We don’t have to wait for a dystopian future in which our faces are scanned as we walk down the sidewalk and our every movement is logged – we willingly carry personally identifiable tracking devices in our pockets everywhere we go, and cameras are everywhere. What’s the average law-abiding citizen concerned with privacy to do, let alone activists and protesters seeking to exercise their constitutional rights? These wearable counter-surveillance designs, including drone-evading cloaks, signal-blocking phone cases and fingerprint spoofers aim to provide us with privacy-preserving tools in the age of Big Brother.
Edward Snowden’s ‘Snitch’ iPhone Case & The Tunnel Case
Designed by the infamous whistleblower Edward Snowden himself, who knows a thing or two about the NSA, this modified iPhone 6 case features a screen that monitors when an iPhone is transmitting, covers the rear camera and triggers alerts when the phone is transiting data via radio signals that can make a user detectable.
“If you have a phone in your pocket that’s turned on, a long-lived record of your movements has been created,” Snowden explained while presenting the case at MIT’s Media Lab via video connection from Russia. “As a result of the way the cell network functions your device is constantly shouting into the air by means of radio signals a unique identity that validates you to the phone company. And this unique identity is not only saved by that phone company, but it can also be observed as it travels over the air by independent, even more dangerous third parties.”
A lower tech option with similar albeit less robust features, called the Tunnel case, provides similar benefits and is available now, unlike Snowden’s concept. It’s a signal-jamming copper-lined sleeve that blocks all electromagnetic frequencies within ten seconds, making you untraceable.
URME Anti-Surveillance Prosthetic Mask
There’s no denying that this 3D-printed resin prosthetic mask is creepy looking – especially the way the wearer’s eyes tend not to line up correctly with the eye holes. But wearing another man’s face can help you slip past biometric scanners without revealing your true identity. Artist Leo Selvaggio has lent us all the use of his visage so facial detection software identifies the wearer as him. The mask is also available in a budget-friendly, printable paper version.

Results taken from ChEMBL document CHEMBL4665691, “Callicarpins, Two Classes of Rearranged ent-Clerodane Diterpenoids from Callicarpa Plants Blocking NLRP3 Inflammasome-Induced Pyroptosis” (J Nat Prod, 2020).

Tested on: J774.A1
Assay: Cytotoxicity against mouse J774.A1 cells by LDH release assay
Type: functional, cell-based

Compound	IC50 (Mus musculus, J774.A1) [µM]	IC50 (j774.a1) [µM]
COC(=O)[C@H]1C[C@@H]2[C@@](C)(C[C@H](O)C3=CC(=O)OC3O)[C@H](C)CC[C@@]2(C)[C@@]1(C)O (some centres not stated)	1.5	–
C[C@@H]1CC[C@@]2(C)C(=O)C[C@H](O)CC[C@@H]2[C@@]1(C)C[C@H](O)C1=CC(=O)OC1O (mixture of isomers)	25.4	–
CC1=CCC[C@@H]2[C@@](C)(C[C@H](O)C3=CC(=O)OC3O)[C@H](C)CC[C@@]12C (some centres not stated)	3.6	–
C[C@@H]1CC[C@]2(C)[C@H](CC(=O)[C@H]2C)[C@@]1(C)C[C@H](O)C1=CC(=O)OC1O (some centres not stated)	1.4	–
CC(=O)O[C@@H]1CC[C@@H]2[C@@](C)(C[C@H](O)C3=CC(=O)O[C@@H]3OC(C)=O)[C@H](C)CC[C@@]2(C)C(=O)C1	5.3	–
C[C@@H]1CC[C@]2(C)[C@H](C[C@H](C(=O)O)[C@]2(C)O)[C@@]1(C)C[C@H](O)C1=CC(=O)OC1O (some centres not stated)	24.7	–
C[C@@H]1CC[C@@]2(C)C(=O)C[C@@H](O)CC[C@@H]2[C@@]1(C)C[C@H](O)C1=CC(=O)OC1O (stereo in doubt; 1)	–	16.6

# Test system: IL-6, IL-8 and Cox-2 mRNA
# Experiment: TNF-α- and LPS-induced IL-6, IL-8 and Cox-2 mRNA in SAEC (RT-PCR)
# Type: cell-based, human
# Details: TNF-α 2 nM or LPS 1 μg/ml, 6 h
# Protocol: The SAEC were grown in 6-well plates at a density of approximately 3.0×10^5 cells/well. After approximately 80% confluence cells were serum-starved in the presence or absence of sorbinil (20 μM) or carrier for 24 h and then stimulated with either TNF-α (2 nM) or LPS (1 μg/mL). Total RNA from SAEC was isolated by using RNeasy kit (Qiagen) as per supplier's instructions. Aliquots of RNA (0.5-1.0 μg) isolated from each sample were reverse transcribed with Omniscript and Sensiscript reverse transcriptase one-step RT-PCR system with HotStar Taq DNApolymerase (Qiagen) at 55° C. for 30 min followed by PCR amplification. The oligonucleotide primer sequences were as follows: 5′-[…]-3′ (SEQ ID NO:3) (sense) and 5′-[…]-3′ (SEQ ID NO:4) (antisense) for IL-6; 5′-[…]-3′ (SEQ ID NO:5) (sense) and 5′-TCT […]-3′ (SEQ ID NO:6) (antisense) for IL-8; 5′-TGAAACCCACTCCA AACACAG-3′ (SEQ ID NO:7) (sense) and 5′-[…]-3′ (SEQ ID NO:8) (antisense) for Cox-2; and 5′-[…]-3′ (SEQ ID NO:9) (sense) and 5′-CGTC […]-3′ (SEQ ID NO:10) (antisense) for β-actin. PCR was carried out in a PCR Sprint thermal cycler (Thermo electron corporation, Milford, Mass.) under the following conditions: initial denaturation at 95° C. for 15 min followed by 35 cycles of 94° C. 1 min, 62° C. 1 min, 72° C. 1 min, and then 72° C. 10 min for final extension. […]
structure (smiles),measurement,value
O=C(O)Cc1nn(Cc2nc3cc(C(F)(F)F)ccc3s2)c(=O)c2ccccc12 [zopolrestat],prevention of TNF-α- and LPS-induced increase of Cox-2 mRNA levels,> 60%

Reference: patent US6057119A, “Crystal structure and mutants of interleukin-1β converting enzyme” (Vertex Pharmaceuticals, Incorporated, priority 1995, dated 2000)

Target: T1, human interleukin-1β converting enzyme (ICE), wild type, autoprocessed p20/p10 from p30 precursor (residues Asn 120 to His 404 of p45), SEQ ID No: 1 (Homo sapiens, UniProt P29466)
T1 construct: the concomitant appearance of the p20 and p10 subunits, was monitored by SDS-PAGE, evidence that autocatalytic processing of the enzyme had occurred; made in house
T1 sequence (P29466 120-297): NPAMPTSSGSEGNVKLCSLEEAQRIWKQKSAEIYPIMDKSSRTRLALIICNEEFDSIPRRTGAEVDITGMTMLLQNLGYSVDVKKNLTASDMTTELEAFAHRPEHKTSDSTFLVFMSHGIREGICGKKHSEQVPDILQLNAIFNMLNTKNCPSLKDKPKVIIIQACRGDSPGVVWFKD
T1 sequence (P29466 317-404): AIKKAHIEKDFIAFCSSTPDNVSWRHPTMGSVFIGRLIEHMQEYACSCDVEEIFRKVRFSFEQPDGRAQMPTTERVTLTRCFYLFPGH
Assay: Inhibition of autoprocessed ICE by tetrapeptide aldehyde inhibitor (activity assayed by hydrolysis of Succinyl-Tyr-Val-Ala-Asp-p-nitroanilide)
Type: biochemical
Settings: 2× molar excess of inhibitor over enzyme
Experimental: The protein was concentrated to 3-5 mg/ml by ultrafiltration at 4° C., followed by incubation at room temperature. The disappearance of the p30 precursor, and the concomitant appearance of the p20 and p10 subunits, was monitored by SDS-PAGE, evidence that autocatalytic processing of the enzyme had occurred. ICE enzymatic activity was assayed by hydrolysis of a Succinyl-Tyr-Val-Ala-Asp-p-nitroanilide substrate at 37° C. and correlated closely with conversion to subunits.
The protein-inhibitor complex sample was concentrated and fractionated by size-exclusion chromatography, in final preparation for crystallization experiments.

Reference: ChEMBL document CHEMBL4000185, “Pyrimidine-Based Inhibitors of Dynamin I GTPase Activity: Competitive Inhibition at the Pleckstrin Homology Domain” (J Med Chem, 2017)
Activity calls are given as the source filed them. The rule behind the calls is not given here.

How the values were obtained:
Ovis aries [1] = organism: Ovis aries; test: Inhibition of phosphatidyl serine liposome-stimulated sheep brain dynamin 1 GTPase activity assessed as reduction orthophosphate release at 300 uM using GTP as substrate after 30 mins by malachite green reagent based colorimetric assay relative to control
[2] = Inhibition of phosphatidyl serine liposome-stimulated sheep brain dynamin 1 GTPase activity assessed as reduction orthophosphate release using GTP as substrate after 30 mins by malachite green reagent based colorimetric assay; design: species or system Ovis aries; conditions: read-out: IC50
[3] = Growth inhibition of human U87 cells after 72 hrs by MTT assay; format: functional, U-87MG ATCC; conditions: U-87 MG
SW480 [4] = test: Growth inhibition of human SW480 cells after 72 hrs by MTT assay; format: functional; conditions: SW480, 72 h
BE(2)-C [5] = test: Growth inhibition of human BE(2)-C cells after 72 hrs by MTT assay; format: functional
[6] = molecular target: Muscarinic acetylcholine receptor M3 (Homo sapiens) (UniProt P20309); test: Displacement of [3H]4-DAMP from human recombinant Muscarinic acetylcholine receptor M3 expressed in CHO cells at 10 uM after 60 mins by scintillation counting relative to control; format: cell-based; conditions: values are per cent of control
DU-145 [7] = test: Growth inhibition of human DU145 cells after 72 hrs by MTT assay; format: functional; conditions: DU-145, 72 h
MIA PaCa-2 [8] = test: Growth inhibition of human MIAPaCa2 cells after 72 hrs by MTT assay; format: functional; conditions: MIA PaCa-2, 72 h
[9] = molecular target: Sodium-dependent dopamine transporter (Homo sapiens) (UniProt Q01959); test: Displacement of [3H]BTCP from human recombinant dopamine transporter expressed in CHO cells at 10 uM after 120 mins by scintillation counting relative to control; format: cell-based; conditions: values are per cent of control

“Our world is becoming increasingly surveilled,” reads the URME website offering the mask. “For example, Chicago has over 25,000 cameras networked to a single facial recognition hub. We don’t believe you should be tracked just because you want to walk outside and you shouldn’t have to hide either. Instead, use one of our products to present an alternative identity when in public.”
The IDENTITY kit by Mian Wei is a ‘fingerprint substitute’ you apply to the tips of your fingers like band-aids. Since fingerprints are biological identifiers that we can’t change, they can be used against us, and the rise of consumer devices requiring a fingerprint passcode can put this crucial piece of identity verification at risk. The black prosthetics are made of a mixture of conductive silicone and fibers so you can assign ‘false fingerprints’ to your iPhone and other devices, and so your ‘fingerprint’ can’t be molded and used as a key to your life.
Makeup That Thwarts Facial Detection
For now, facial detection software still isn’t quite advanced enough to recognize human faces that significantly depart from the usual symmetric arrangement of features. That’s where the ‘anti-face’ comes in, a way of altering your appearance via hairstyles and cosmetics to fool computers into thinking they’re looking at something other than a face. The CVDazzle project explores this idea with a series of six style tips for reclaiming privacy, explaining how to foil detection via makeup, obscuring the nose bridge and eyes as well as the elliptical shape of your face, modifying contrast and avoiding symmetry.